The new caper comedy The Tourist has no reason to exist besides providing the audience an excuse to gawp at Johnny Depp and Angelina Jolie, and to a lesser extent the scenery of Paris and Venice. And that isn’t necessarily a bad thing, when done right. There are stretches of the film held aloft completely by the stars’ charisma and the fun of watching glamorous people in beautiful locations, but unfortunately the movie can’t sustain it, giving us the sad spectacle of a frothy thriller slowed down to half speed, occasionally diverting but mostly unengaging.
Jolie plays Elise Ward, a mysterious British woman who was once involved with a suave thief named Alexander Pearce, who stole hundreds of millions of dollars from a gangster named Shaw (Steven Berkoff) and is now being hunted by both the criminals he stole from and the financial crimes divisions of Scotland Yard, in the form of Paul Bettany’s Inspector Acheson.
After getting a letter from Pearce, Elise boards a train from Paris to meet him in Venice. On the train, she meets Frank Tupelo (Depp), a math teacher from Wisconsin who has the same general build as Pearce. In order to throw the authorities off her trail, she pretends Frank is Pearce so, in the confusion, she can slip past the gangsters and cops and escape with the real Pearce. Of course, Frank falls for Elise, and tries to win her for himself, bumbling his way into more trouble in the process.
Depp does his best approximation of a normal human being, although he is never truly believable as an “everyman.” Still, I did like the way he fumbled with an electronic cigarette, or how he spoke Spanish to all the Italian characters. But despite his bumbling (of which we could have used some more, frankly), he never seems like less than a movie star.
Jolie is quite charismatic as well, of course, but here she glides through the movie, inscrutable and remote, something to be admired from afar more than loved. As you can imagine, this sort of performance doesn’t lend itself well to chemistry with a costar. The two stars are impressive on their own, but outside of the fun sequence on the train when they meet, they never gel together as well as they could.
You can see how desperately the movie wants to be in the league of Charade or To Catch a Thief, wafer-thin caper comedies that exist largely because of, and succeed largely due to, their leads’ star quality. That sort of desperation can make a film become frantic and overly busy, and feeling like it’s trying too hard can be death for a movie like this. However, that doesn’t happen here. Instead, the movie feels like it’s barely there, as if the filmmakers decided that after hiring Depp and Jolie their jobs were done, with little regard to making the movie surrounding them entertaining. Just throw two movie stars together and let them smolder, and that should be sufficient.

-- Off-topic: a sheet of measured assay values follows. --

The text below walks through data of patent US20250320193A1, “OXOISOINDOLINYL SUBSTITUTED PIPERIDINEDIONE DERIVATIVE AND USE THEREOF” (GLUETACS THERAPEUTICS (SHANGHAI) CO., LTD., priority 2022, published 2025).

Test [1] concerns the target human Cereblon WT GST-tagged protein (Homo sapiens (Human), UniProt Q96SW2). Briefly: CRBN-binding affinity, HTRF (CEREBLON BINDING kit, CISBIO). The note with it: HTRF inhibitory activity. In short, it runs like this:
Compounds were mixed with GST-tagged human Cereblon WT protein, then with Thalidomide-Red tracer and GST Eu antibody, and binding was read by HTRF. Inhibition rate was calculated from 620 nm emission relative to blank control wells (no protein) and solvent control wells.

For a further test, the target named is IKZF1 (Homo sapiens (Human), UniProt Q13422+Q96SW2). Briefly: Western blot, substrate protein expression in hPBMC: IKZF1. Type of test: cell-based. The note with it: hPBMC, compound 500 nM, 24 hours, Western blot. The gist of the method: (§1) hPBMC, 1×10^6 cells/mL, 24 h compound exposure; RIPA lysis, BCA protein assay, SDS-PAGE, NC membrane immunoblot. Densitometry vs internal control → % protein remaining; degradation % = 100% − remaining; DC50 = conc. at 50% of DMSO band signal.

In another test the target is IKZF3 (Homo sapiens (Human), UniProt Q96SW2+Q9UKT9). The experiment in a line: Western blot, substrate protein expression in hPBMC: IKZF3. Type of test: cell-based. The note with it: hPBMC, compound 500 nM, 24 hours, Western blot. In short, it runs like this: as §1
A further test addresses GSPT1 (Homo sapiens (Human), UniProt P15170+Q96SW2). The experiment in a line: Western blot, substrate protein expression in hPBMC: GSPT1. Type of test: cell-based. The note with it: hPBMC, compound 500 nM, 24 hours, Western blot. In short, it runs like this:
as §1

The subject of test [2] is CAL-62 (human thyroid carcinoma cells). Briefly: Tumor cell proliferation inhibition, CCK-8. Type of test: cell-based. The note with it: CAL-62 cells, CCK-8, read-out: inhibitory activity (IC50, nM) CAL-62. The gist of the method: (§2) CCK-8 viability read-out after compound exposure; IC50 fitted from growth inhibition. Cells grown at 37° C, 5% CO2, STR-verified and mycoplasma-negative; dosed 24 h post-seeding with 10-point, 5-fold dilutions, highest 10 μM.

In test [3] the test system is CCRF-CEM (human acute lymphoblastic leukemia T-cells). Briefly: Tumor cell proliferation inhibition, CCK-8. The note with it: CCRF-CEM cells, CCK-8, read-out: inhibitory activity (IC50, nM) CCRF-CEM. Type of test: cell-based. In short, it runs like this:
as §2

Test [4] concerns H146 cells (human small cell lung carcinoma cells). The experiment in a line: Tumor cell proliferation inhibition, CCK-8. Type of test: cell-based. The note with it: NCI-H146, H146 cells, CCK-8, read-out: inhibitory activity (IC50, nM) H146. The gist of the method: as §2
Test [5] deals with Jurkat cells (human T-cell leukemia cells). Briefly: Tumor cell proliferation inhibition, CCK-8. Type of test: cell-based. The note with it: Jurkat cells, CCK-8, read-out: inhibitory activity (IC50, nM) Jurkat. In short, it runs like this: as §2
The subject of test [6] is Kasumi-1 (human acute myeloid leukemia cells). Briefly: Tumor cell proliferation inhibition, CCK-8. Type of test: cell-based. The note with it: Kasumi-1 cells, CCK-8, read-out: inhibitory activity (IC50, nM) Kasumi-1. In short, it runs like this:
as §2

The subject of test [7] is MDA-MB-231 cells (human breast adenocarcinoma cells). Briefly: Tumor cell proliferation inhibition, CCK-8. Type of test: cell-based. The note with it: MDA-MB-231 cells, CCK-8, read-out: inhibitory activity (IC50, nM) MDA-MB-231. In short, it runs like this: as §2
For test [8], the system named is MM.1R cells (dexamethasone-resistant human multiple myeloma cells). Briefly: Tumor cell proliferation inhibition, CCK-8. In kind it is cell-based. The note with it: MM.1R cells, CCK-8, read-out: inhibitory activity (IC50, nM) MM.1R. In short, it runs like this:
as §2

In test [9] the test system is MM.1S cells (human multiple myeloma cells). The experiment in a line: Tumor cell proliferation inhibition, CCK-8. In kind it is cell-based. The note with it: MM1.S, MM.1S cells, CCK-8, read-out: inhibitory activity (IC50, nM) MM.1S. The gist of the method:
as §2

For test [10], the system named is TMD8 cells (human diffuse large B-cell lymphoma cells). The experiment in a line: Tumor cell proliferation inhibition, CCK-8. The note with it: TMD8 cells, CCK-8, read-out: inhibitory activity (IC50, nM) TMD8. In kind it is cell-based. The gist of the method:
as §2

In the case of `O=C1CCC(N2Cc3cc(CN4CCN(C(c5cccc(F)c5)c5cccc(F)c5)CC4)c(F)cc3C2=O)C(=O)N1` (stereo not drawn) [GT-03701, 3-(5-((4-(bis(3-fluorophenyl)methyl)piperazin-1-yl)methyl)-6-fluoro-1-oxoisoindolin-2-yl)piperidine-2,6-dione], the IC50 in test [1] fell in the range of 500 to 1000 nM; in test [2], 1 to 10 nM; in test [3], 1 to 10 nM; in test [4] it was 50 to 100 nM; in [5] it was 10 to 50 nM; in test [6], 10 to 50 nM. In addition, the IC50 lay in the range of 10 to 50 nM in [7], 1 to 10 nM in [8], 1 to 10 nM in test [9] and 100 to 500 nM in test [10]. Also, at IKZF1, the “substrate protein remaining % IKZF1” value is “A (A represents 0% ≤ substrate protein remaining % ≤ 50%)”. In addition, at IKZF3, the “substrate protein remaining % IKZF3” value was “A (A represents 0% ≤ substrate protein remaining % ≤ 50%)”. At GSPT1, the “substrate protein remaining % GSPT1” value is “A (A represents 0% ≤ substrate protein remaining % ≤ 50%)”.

The fact that it isn’t can’t be blamed on the stars, at least not completely. The pedestrian romance they were given to play, and the creakiness of the direction, had at least as much to do with it. The film was directed by Florian Henckel von Donnersmarck (try saying it; it’ll make you happy), the German director of The Lives of Others, a tense, searing film about life in East Germany under the Stasi. That film was terrific, but a movie like this needs a director who can keep things frothy and lively, but not so insubstantial that the film floats away completely. However, von Donnersmarck’s direction makes things clunkier than they need to be. The filmmakers are aiming for a sort of spy-movie fairy tale, with everything happening at balls and luxury hotels, and the characters remaining elegant and composed while zipping around the canals of Venice on speedboats, but the director couldn’t make things as light, but electric, as they needed to be.
The script is credited to the director, along with Christopher McQuarrie (The Usual Suspects) and Julian Fellowes (Gosford Park), though it was reportedly worked over for years by many different writers. But despite all this effort, the script feels curiously unfinished, with a noticeable lack of action, a rather unbelievable romance between the two leads and plenty of narrative problems (capped by a ludicrous and insulting final twist).
There were quite a few clever things in the movie, though, such as the mincing, barefoot chase Depp has along the rooftops of Venice, or the way the British government is less concerned about the crime Pierce committed than it is about the back taxes he owes on the money he stole (although I would have thought that stolen money would be tax free).
Despite its many problems, The Tourist is never difficult to sit through. It’s a relatively painless experience, one that doesn’t leave very many traces, good or bad. It’s leisurely to the point of ambivalence. Depp and Jolie are charming, but they can’t sustain the entire film, and the story around them, much like the audience, feels bored and disengaged.
Carey Norris writes about film for Birmingham Weekly. Send your comments to email@example.com.